RBI has also been liberalising all its policies for creating ease of business wherever it can and it has played its role in case of start up as well. In the press release dated February 02, 2016, Reserve Bank of India (RBI) announced Regulatory Relaxations for Startups. Sixth Bi-monthly Monetary Policy Statement for 2015-16, which highlighted the steps being taken by the Reserve Bank of India, in keeping with the Government’s initiatives to promote the ease of doing business and contribute to an eco-system conducive for growth of entrepreneurship, particularly in respect of the start-up enterprises. The following regulatory changes for easing the cross-border transactions, particularly relating to the operations of the start-up enterprises were proposed:

sTART-UP

  • Enabling start-up enterprises, irrespective of the sector in which they are engaged, to receive foreign venture capital investment and also explicitly enabling transfer of shares from Foreign Venture Capital Investors to other residents or non-residents;
  • Permitting, in case of transfer of ownership of a start-up enterprises, receipt of the consideration amount on a deferred basis as also enabling escrow arrangement or indemnity arrangement up to a period of 18 months;
  • Enabling online submission of A2 forms for outward remittances on the basis of the form alone or with document(s) upload/submission, depending on the nature of remittance; and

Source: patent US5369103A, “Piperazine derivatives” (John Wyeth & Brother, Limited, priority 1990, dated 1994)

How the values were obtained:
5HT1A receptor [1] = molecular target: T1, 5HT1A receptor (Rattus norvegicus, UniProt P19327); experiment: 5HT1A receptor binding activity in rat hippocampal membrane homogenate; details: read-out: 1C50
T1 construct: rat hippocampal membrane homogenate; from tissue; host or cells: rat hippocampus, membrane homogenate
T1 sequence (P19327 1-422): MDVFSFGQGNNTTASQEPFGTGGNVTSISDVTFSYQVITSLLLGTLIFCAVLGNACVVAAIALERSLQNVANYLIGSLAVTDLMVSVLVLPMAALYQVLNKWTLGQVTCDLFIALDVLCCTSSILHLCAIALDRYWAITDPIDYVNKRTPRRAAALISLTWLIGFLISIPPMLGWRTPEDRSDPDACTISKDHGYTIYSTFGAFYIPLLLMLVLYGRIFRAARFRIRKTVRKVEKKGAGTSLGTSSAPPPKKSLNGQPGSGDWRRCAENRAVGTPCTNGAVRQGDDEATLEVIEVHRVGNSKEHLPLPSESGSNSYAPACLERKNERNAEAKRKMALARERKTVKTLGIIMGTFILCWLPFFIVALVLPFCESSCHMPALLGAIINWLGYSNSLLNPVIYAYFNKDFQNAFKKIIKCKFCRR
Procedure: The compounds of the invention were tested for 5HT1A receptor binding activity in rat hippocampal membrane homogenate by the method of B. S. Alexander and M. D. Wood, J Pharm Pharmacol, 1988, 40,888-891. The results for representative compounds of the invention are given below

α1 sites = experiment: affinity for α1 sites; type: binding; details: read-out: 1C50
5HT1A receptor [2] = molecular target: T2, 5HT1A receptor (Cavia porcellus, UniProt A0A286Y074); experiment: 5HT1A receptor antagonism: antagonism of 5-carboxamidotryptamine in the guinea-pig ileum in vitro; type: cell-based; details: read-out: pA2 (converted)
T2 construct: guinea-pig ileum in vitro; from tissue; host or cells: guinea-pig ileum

• Simplifying the process for dealing with delayed reporting of Foreign Direct Investment (FDI) related transaction by building a penalty structure into the regulations itself.
  • Permitting start-up enterprises to access rupee loans under External Commercial Borrowing (ECB) framework with relaxations in respect of eligible lenders, etc.;

As proposed, RBI has taken a step forward on almost all the proposed  initiatives be it liberalisation of capital from FVCI, or opening up of External commercial borrowing etc. Lets have a look.

Liberalisation of investment by FVCI: To liberalise and rationalise the investment regime for FVCIs and to give a fillip to foreign investment in the startups, RBI vide A.P. (DIR Series) Circular No. 7, October 20, 2016 amended Schedule 6 of the Foreign Exchange Management (Transfer or Issue of Security by a Person Resident Outside India) Regulations, 2000, notified vide Notification No. FEMA 20/2000-RB dated May 3, 2000, as amended from time to time to give effect that any FVCI which has obtained registration under the Securities and Exchange Board of India (FVCI) Regulations, 2000, will not require any approval from Reserve Bank of India and can invest in Equity or equity linked instrument or debt instrument issued by an Indian ‘startup’ irrespective of the sector in which the startup is engaged.